The FDA today starts its two-day meeting to hash out whether it should limit or even remove high-dose opioids from the market.

The big picture: The Centers for Disease Control and Prevention says "higher dosages of opioids are associated with higher risk of overdose and death," and people really shouldn't take painkillers that exceed a certain limit.

  •  Some opioids, like the OxyContin 80 mg tablet, vastly exceed the CDC's suggested limit with just one pill.

Yes, but: Patients battling chronic pain are worried they will be worse off if they have taper to lower doses.

Guess who’s presenting: RADARS, which has advocated against restricting prescriptions of high-dose painkillers. Ted Cicero, a paid researcher for RADARS, will talk about "understanding opioid trajectories."

Go deeper: Watch the FDA's webcast

Go deeper

Updated 47 mins ago - Politics & Policy

Supreme Court blocks Alabama curbside voting measure

Photo: Mark Wilson/Getty Images

The Supreme Court on Wednesday evening blocked a lower court order that would have allowed voters to cast ballots curbside at Alabama polling places on Election Day.

Whit it matters: With less than two weeks until Election Day, the justices voted 5-3 to reinstate the curbside voting ban and overturn a lower court judge's ruling designed to protect people with disabilities during the coronavirus pandemic.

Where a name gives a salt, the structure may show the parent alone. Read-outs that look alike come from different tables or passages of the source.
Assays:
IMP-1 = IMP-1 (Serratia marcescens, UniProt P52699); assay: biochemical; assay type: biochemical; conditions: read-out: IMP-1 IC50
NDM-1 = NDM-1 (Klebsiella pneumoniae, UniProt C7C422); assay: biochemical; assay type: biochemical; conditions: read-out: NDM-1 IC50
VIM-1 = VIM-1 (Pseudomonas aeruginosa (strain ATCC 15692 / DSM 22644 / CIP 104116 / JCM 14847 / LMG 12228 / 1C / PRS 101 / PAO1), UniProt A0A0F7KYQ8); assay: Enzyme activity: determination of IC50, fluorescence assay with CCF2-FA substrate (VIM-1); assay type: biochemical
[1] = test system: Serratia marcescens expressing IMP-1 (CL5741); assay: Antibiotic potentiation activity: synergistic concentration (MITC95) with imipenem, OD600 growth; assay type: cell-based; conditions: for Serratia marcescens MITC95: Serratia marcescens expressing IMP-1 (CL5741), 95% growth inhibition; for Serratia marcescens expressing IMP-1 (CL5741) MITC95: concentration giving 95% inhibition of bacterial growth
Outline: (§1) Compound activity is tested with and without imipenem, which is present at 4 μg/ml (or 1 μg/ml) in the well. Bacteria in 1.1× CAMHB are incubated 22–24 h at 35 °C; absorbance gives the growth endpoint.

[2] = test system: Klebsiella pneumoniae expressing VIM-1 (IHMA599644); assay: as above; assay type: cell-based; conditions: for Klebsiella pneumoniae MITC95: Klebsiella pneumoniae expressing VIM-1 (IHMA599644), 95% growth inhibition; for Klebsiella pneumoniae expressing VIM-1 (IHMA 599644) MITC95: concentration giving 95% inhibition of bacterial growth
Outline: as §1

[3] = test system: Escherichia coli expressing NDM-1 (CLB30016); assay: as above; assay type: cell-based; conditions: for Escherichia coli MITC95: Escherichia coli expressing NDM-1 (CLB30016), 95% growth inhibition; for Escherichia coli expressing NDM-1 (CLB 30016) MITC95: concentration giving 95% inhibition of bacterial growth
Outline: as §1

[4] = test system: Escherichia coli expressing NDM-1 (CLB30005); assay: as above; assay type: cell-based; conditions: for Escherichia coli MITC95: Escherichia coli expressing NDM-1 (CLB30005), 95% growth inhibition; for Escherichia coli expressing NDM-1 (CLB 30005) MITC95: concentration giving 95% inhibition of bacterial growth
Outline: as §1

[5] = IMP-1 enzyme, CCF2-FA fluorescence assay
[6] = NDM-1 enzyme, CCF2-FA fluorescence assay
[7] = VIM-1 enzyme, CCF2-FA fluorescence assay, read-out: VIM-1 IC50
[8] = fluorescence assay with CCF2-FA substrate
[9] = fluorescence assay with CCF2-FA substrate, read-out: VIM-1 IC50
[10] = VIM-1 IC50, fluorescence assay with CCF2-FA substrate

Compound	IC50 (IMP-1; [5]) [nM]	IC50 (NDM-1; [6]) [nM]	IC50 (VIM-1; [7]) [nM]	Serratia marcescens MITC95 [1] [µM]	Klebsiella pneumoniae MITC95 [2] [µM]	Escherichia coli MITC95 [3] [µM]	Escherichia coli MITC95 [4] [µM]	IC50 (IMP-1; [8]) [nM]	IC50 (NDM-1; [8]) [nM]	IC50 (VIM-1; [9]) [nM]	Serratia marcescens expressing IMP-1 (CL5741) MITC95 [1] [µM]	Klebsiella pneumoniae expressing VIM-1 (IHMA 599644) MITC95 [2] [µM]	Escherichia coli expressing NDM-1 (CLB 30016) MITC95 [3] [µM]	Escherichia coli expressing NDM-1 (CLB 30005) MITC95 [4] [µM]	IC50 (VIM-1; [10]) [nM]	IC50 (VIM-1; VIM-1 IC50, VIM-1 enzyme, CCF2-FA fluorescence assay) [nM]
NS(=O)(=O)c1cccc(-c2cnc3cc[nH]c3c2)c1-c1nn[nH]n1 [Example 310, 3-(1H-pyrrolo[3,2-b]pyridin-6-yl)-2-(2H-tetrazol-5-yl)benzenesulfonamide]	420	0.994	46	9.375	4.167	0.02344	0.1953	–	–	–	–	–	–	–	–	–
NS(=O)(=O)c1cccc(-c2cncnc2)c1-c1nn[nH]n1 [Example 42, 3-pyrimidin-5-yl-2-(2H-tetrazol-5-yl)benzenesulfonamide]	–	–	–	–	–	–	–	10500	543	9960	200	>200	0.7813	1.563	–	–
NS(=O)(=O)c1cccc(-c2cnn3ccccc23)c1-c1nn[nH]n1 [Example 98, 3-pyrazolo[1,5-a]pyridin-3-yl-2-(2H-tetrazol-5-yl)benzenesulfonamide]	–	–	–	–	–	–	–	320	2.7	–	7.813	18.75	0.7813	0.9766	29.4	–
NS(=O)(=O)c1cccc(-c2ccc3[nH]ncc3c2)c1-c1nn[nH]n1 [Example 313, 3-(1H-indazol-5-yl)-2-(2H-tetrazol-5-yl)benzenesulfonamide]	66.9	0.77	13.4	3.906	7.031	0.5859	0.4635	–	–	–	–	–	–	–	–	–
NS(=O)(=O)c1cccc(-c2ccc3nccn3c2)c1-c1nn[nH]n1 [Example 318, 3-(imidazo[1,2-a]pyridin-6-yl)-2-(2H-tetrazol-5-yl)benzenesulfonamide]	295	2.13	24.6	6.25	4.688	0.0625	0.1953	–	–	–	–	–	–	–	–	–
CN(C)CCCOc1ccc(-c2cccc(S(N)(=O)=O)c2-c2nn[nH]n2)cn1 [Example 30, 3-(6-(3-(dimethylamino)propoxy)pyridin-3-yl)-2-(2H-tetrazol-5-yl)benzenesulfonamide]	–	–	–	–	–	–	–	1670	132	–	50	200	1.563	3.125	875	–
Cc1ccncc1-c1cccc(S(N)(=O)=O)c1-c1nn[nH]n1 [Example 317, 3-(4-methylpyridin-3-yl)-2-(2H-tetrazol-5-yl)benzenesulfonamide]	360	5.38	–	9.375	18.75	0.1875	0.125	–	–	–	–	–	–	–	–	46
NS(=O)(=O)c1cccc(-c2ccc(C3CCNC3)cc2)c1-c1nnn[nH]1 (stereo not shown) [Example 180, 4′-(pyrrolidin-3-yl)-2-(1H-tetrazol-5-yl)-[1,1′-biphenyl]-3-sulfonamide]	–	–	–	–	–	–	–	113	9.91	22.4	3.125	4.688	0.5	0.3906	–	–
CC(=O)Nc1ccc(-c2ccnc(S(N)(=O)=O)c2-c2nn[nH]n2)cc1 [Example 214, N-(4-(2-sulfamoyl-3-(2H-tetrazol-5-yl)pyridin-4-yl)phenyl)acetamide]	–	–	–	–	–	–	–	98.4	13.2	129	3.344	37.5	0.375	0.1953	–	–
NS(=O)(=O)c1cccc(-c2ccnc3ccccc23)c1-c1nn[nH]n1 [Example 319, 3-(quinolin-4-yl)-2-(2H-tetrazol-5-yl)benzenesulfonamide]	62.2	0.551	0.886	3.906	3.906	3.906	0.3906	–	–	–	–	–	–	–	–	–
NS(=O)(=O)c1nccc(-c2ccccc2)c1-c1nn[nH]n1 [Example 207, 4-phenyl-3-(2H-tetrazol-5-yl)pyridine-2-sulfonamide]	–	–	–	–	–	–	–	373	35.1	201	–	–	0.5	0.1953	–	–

Updated 2 hours ago - Politics & Policy

Coronavirus dashboard

Illustration: Aïda Amer/Axios

  1. Politics: Senate Democrats block vote on McConnell's targeted COVID relief bill McConnell urges White House not to strike stimulus deal before election.
  2. Economy: Why the stimulus delay isn't a crisis (yet).
  3. Health: New York reports most COVID cases since MayStudies show drop in coronavirus death rate — The next wave is gaining steam.
  4. Education: Schools haven't become hotspots — San Francisco public schools likely won't reopen before the end of the year.
  5. World: Spain becomes first nation in Western Europe to exceed 1 million cases.

U.S. officials: Iran and Russia aim to interfere in election

Iran and Russia have obtained voter registration information that can be used to undermine confidence in the U.S. election system, Director of National Intelligence John Ratcliffe announced at a press conference Wednesday evening.

Why it matters: The revelation comes roughly two weeks before Election Day. Ratcliffe said Iran has sent threatening emails to Democratic voters this week in states across the U.S. and spread videos claiming that people can vote more than once.